What is Heatstroke – Avoid and Treat

Heatstroke is no light matter. It is a very serious condition and needs to be treated as such. The following tips are intended to help you recognize the symptoms of heatstroke, prevent it from occurring, and how to treat it while you are waiting for professional medical assistance.

1. Know the Signs

How do you know if your child has heat stroke? Here are some of the signs unique to this condition.

* Despite time spent in the hot sun, your child is not sweating very much. This is because, when heatstroke occurs, the body’s ability to cool itself is compromised. Sweating is the primary way for our bodies to cool down.

* Your child does not answer you when you call his or her name. Although your child may not seem unconscious, he or she seems disengaged and detached.

* Unconsciousness can occur if the heatstroke is severe.

* The skin is blotchy.

* If your child’s temperature is over 104, it’s probably a case of heatstroke. It’s a good idea to keep a thermometer on hand during the summer months to check for this.

2. Prevention

Here are some tips for preventing heatstroke.

* Air conditioning is one of the best safeguards against heat stroke. If your child is spending time outdoors when it’s really hot and sunny, take periodic breaks in an air-conditioned building or vehicle.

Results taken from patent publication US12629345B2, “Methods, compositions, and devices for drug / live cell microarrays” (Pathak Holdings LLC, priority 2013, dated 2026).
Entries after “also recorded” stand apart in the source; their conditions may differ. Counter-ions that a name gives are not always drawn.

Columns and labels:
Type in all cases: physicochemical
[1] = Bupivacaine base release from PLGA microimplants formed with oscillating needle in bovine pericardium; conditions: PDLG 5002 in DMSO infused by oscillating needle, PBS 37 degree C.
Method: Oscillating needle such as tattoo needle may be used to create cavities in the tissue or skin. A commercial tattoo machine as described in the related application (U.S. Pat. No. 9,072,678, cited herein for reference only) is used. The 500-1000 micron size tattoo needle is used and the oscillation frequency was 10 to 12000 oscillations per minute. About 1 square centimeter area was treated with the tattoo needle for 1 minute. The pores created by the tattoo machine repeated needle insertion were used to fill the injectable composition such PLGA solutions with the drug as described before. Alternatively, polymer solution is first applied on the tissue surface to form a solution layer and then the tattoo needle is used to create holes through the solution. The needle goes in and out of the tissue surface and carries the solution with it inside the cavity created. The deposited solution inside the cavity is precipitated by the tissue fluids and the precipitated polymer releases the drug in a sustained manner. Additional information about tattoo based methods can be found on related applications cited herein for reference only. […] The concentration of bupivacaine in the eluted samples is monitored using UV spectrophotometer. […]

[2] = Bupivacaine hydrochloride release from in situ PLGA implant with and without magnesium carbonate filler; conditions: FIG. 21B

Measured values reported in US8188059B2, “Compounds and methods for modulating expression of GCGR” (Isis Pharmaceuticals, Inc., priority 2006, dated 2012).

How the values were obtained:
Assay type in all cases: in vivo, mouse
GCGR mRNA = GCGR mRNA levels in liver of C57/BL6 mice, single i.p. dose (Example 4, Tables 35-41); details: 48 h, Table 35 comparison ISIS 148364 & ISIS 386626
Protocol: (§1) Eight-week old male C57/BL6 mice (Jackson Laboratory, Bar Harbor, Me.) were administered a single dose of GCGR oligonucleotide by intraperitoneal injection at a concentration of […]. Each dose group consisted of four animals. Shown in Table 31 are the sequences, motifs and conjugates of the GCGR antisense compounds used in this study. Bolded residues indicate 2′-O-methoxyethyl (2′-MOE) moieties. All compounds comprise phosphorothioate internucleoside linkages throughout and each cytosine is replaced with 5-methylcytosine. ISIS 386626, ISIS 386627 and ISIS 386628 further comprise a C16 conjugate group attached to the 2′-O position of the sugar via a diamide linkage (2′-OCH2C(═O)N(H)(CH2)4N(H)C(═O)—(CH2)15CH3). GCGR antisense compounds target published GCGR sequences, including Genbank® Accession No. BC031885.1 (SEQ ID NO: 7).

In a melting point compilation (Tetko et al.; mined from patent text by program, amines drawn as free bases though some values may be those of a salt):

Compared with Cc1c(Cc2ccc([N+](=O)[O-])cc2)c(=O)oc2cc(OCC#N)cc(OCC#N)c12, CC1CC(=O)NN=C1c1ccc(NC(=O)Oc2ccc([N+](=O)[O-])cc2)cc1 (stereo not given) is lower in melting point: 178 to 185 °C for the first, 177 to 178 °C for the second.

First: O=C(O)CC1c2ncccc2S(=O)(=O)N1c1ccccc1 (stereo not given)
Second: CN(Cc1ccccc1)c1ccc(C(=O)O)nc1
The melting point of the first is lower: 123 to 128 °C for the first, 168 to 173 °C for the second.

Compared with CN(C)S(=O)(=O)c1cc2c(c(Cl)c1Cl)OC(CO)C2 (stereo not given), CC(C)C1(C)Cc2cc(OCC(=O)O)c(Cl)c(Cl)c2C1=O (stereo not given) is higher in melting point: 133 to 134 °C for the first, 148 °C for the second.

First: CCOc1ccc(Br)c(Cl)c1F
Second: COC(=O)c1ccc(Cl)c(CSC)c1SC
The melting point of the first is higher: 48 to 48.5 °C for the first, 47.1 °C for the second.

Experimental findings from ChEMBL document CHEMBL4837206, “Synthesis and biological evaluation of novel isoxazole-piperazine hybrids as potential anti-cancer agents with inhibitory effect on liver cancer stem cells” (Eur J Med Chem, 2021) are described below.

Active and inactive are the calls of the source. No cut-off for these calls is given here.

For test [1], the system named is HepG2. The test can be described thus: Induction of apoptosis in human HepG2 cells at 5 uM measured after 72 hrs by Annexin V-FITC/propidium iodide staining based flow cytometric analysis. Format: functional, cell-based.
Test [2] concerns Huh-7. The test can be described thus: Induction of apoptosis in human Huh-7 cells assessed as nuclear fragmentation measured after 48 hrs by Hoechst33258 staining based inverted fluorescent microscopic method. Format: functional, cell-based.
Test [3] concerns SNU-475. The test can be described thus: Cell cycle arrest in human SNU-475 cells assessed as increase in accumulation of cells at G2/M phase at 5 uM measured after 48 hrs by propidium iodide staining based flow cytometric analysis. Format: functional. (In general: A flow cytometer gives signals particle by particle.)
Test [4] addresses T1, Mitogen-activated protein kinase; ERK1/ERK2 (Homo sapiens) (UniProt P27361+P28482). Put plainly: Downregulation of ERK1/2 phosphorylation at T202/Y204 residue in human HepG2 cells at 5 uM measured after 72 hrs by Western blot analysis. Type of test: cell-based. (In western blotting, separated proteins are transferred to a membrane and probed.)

* Stay hydrated with cool liquids. It’s important that the liquid be as cold as possible to keep internal body temperature down. Travel with an ice-filled cooler or take along portable chilling blocks to keep drinks cold.

* Never leave a child in a car in the spring or summer, even with windows down.

* Watch for any signs of discomfort or uncharacteristic behavior and get the child out of the sun immediately.

* Sunscreen does not protect against heatstroke; your child is still in the sun and heat even with sunscreen or sunblock on his or her skin.

3. Treatment

While you are waiting for medical advice and treatment, the following measures can help treat the heatstroke and relieve its severity.

* Get the child to a shady and preferably air-conditioned area as soon as possible. If you are not near a public building (gas station, library, restaurant, store, mall, etc.), then put your child in an air-conditioned vehicle.

* Remove as much of the child’s clothing as possible.

* Apply cold compresses to the child’s body, such as ice packs or cold washcloths. Spritzing the child with cold water from a spray bottle is also helpful.

* Baking soda and water in a spray bottle is more cooling than plain water.

* Use an electric or manual fan to promote evaporation of the water you’re applying to the child’s skin.

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